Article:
Pandemic Panic Shopping 101
The Kitchenista has tips for folks stocking up for the COVID-19 quarantine
First things first: Don’t panic.
When it comes to purchasing medicines and foods to have on hand during the time of coronavirus quarantines, there are still stores that have food and supplies. Now is the time to get smart and be strategic about what to buy, when to go, and what to stock.
Why is this? Now that President Donald Trump has agreed with the rest of us that the COVID-19 infection is, in fact, a significant problem and now that major sports tournaments, concerts, and school systems are closing in an effort to slow the spread of the virus, it’s our civic duty to stay inside. Some people have been stocking up for a month. They’re straight. If you know one, ask them for help. They can come up off a few rolls of toilet paper and a bottle of bleach, easy.
After that? You must think outside of the box. Skip Sam’s Club and try the hardware or office supply stores, which often still carry bleach. Dollar stores also carry name brand — and off-brand — foods. Hit up the corner shop in a quote-unquote undesirable (read: a place where White people won’t shop) neighborhood or an ethnic store; they still have supplies. Go super early in the morning, like at 6 a.m., or ask the cashier when they stock the shelves — probably Saturday morning — and be there before it opens.
While you plot out where to go, Angela Davis, also known as The Kitchenista, has tips on what to buy to make it all work:
- We’re not losing power, so fill up that fridge.
Unlike other scenarios (disaster prep), we’re not losing power, so you can fill up the fridge and especially your freezer in addition to purchasing nonperishable pantry foods. Buy meat and veggies to freeze; a few cartons of eggs, which can stay refrigerated for several weeks; and extra bread for the freezer. Remember that even cheese and butter can be frozen.
- Load up on the grains and starch.
For your pantry, make sure you have staples like pasta, rice, canned tomatoes, and cereal.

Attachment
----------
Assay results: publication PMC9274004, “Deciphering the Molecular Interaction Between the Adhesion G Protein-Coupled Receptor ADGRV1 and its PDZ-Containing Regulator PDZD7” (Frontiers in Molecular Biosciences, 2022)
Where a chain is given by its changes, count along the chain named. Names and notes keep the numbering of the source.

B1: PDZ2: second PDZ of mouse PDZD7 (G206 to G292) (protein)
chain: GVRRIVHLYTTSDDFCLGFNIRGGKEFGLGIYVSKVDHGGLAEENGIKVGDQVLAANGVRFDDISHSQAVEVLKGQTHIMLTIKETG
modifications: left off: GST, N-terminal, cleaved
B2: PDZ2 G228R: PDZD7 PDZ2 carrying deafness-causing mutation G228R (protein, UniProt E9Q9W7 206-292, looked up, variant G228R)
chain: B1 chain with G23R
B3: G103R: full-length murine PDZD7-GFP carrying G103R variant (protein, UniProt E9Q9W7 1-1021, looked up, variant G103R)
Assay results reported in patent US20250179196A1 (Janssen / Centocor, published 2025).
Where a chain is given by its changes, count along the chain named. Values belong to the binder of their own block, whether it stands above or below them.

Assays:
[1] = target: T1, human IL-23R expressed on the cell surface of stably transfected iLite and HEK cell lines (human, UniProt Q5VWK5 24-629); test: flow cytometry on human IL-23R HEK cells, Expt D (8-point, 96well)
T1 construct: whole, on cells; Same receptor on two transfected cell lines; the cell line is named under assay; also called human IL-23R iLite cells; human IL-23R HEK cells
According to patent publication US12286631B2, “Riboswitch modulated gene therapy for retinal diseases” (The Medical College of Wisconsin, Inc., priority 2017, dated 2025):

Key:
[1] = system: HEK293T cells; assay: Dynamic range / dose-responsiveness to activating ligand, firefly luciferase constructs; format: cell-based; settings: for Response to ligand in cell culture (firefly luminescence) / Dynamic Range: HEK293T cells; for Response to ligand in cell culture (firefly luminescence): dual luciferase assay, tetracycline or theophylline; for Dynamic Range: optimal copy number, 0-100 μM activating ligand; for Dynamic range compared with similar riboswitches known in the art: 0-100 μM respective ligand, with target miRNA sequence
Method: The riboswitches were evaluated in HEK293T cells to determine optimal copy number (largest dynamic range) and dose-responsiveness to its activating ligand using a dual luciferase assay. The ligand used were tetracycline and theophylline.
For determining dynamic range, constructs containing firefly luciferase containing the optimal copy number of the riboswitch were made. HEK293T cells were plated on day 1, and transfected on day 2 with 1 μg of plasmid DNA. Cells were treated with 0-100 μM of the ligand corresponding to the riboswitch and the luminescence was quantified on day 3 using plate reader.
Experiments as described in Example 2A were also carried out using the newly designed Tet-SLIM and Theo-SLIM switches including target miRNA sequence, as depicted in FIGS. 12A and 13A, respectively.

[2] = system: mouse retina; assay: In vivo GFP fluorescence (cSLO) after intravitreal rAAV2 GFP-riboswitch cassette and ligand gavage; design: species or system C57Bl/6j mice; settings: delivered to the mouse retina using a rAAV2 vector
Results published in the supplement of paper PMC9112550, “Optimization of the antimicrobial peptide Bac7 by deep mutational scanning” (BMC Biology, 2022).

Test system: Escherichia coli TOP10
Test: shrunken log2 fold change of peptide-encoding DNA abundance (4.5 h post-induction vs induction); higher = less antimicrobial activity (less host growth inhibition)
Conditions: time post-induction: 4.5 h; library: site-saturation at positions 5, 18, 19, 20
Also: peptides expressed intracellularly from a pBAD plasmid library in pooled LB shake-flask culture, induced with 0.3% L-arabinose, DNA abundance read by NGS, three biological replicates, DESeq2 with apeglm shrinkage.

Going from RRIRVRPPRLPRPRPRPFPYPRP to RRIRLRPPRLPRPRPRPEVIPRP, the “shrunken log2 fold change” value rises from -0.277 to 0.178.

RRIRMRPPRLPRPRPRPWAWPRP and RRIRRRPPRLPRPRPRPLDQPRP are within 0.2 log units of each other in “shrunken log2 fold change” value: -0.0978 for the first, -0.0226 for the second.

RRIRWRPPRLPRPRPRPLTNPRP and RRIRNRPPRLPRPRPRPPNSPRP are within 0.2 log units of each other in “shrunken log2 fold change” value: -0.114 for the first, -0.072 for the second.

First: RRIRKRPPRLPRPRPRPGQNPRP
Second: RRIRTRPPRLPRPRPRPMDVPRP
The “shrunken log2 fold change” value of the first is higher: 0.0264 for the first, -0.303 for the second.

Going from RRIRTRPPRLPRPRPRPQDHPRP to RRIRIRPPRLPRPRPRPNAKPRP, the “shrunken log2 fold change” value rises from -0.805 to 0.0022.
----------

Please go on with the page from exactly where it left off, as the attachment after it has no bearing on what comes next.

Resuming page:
- Pile on the proteins (and no, you don’t need fresh meat).
It’s important to have protein, so besides meat, try nut butters, canned tuna, or canned salmon. Also, beans (canned or dried) are easy and nutritious. If you aren’t planning on cooking, pick up some frozen meals and ready-made soups.
- Yes, you need water, canned milk, and frozen juice concentrates.
Water is key, especially if your tap water isn’t safe to drink. I wouldn’t take up precious fridge space with other drinks that need to be kept cold, so buy some tea bags and instant drink mixes that can help save space and money. Frozen juice concentrates are another option for kids. Make sure you have ice cube trays if your freezer doesn’t have an ice maker. You can buy cartons of shelf-stable milk in case fresh milk runs out. Canned evaporated milk is also good for cooking.
- Spice it up! And add some flour, sugar, and oil.
Don’t forget your favorite spices, cooking oils, vinegar, salt, sugar, and flour; those are the pantry staples we run out of fastest. And all of the foods you want to cook likely need some butter or olive oil to make the cooking work. If you see two, buy extra.
The Kitchenista and other prep experts all agree that families prepping for a quarantine should take an inventory. Look at your prescription medicines and get refills now. Buy some more Tylenol, sanitary napkins, and wipes. If you have kids, buy two bottles of children’s Motrin and two bottles of children’s Tylenol plus a rehydration solution like Pedialyte. You don’t want to have to go back outside once you are in. Buy some bandages, toothpaste, and soap too while you’re at the drugstore.
Some of us have been sitting on old cans of beans and jellied cranberry sauce that never got used over the holidays. Go through the cupboards today and figure out what you have so you can then figure out what to focus on. Also, people of color have historically lived off rice and beans, and you probably already have that in your stash. Pinto beans. Red beans. Black beans. Navy beans. Black-eyed peas. They’re usually $1 or so a bag, and you can keep them for years. Add some frozen onion and rice, and you have a good meal.
Most of all: You got this. And if the virus passes over quickly and you have food leftover? You can invite us all over for dinner in June.